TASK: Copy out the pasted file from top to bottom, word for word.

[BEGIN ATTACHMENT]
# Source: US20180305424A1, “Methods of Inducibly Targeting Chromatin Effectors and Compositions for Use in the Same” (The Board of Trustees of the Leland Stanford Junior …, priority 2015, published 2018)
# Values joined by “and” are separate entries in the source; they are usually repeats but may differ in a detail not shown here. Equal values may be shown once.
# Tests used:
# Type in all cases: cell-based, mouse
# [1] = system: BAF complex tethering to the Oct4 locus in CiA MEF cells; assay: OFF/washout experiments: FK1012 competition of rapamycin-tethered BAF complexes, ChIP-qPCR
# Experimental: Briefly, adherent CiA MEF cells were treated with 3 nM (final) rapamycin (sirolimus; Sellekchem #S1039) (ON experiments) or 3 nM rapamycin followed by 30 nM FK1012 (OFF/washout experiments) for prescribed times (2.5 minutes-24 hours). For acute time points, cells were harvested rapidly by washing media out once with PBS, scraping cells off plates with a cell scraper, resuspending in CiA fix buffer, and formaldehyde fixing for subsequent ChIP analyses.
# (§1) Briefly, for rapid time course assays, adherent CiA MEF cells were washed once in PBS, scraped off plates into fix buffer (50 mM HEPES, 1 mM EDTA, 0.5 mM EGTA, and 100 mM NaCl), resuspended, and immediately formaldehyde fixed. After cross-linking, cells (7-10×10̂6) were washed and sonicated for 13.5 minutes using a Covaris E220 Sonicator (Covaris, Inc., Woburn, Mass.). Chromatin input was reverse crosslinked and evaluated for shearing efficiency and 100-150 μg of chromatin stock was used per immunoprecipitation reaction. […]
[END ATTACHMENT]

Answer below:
# Source: US20180305424A1, “Methods of Inducibly Targeting Chromatin Effectors and Compositions for Use in the Same” (The Board of Trustees of the Leland Stanford Junior …, priority 2015, published 2018)
# Values joined by “and” are separate entries in the source; they are usually repeats but may differ in a detail not shown here. Equal values may be shown once.
# Tests used:
# Type in all cases: cell-based, mouse
# [1] = system: BAF complex tethering to the Oct4 locus in CiA MEF cells; assay: OFF/washout experiments: FK1012 competition of rapamycin-tethered BAF complexes, ChIP-qPCR
# Experimental: Briefly, adherent CiA MEF cells were treated with 3 nM (final) rapamycin (sirolimus; Sellekchem #S1039) (ON experiments) or 3 nM rapamycin followed by 30 nM FK1012 (OFF/washout experiments) for prescribed times (2.5 minutes-24 hours). For acute time points, cells were harvested rapidly by washing media out once with PBS, scraping cells off plates with a cell scraper, resuspending in CiA fix buffer, and formaldehyde fixing for subsequent ChIP analyses.
# (§1) Briefly, for rapid time course assays, adherent CiA MEF cells were washed once in PBS, scraped off plates into fix buffer (50 mM HEPES, 1 mM EDTA, 0.5 mM EGTA, and 100 mM NaCl), resuspended, and immediately formaldehyde fixed. After cross-linking, cells (7-10×10̂6) were washed and sonicated for 13.5 minutes using a Covaris E220 Sonicator (Covaris, Inc., Woburn, Mass.). Chromatin input was reverse crosslinked and evaluated for shearing efficiency and 100-150 μg of chromatin stock was used per immunoprecipitation reaction. […]